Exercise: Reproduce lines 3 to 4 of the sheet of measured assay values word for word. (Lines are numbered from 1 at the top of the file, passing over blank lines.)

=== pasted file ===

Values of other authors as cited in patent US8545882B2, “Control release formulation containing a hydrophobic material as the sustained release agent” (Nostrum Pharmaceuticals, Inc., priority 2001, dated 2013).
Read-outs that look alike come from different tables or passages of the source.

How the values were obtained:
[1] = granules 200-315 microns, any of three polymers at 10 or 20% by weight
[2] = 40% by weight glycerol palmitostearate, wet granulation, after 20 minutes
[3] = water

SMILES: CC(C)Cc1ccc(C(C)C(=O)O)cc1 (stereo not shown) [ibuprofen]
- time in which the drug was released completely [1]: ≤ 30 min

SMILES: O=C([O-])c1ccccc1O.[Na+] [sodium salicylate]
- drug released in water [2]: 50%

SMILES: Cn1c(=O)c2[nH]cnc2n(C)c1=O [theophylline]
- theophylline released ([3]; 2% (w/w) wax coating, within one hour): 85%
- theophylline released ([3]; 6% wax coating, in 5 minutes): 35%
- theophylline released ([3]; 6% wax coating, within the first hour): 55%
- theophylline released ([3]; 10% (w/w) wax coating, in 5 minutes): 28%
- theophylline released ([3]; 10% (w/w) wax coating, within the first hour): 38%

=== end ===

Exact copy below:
How the values were obtained:
[1] = granules 200-315 microns, any of three polymers at 10 or 20% by weight